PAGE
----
Yesterday, I went with a couple of visitors to a local family’s house to experience some of the traditional culture. Through the encouragement of some of the American workers here, this local family began opening their home to visitors and tourists for a day to experience the culture. They charge a small fee (to us) and walk you through the steps to preparing a traditional meal. They also have items for sell at the end which are really nice!
The first thing we did was watch them make a bread called “diffo dabo.” This is their special bread and it is used for things like a Birthday or celebration. They cooked it outside over a fire and covered the dough with wet banana leaves on top and bottom to keep the bread from burning. After they put a lid on the top of the bread, they cover the lid with coals and manure so it cooks from both sides. I have no idea how they knew the temperature or when it was done, but the bread was as big as a pizza pan and 6-8 inches thick all around – massive. Unfortunately, it wasn’t that tasty, but it sure could feed a lot of people.
Next, they helped us make the injera which is the bread served at EVERY meal here. This bread is made out of teff flour – which really is only grown around here – and is left to sit for three days so that it ferments. Then they pour it onto an electric griddle or one over an open fire. It looks like a giant pancake and like maybe it tastes good. It doesn’t. It has a very spongy texture and you use it to tear off and eat everything with, but because of the fermentation you have to adjust to it over time or your stomach might rebel against you. Today the injera was served with lentils, potatoes and carrots, spinach, and a sauce called “shiro” placed on top of it. Injera is injera, but it can be served with anything and at any meal (even breakfast) – this is just what we happened to have today.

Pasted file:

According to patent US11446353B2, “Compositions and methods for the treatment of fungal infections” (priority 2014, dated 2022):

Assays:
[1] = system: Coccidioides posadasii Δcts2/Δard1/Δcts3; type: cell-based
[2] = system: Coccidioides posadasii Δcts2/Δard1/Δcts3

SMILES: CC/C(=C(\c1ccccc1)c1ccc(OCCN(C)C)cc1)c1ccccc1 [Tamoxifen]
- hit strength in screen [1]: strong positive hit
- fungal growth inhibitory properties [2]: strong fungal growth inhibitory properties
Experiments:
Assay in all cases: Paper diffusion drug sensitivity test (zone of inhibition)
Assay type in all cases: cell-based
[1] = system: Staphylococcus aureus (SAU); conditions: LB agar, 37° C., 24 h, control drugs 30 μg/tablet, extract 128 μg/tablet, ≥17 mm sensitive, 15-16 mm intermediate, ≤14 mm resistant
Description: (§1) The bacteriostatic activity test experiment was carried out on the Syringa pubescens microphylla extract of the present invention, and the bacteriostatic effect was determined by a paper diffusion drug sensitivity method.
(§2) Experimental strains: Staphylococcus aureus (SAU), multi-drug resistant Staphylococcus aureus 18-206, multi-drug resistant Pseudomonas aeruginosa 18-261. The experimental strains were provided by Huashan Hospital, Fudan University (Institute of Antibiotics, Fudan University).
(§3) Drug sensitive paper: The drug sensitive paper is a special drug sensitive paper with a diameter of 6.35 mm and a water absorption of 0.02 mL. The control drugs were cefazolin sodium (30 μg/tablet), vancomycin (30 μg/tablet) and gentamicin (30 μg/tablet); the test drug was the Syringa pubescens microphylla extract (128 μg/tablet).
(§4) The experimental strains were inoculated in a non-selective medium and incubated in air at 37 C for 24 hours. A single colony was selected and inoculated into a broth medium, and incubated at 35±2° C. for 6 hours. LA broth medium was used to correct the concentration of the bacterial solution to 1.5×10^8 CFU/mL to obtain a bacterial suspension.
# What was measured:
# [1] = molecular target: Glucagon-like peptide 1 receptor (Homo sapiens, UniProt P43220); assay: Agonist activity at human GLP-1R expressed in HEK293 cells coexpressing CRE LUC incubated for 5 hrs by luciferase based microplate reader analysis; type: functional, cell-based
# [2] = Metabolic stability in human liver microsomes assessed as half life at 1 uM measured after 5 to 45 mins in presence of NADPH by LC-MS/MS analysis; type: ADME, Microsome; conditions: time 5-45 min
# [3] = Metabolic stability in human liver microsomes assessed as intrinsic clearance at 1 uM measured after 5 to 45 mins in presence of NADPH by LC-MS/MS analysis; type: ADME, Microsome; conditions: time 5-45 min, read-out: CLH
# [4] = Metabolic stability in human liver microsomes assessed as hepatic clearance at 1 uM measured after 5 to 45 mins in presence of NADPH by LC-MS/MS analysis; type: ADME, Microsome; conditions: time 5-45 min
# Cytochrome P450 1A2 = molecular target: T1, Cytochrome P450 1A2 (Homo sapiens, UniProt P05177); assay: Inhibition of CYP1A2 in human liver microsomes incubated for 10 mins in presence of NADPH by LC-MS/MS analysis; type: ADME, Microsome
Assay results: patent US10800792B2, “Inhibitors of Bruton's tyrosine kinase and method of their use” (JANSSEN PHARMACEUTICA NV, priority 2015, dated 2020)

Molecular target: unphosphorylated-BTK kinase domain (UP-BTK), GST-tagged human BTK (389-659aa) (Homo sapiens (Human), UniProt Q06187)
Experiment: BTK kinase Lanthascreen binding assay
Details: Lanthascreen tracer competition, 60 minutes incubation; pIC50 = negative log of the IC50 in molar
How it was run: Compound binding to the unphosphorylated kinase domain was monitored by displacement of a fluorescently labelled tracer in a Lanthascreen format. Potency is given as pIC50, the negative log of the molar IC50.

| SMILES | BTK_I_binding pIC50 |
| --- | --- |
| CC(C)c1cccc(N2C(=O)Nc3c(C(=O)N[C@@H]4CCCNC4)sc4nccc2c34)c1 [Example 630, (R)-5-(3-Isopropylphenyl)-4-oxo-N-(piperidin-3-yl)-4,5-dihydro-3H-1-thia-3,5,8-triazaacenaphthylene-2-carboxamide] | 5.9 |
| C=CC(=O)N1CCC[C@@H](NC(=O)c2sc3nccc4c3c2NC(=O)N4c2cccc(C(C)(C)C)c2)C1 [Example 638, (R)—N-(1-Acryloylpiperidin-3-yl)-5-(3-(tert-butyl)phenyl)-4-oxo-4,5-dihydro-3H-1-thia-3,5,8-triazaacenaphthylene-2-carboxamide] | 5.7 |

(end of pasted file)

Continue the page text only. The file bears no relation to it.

We also got to help them grind coffee and grain using a pestle and mortar type thing as well as spin cotton. The grandmother of the house could spin cotton like crazy, but it would still take her a month to spin enough cotton to take to the weaver to make a blanket or “gahbi.”
The day was a lot of fun and very educational. So educational that I made a VIDEO (click here) of it 🙂 However, it doesn’t do justice the environment and the things that we got to see and do. The video is kind of lame, but I just didn’t have the energy to make it more creative than I did, but hopefully you can get a little bit of the feel for what it was like. Enjoy!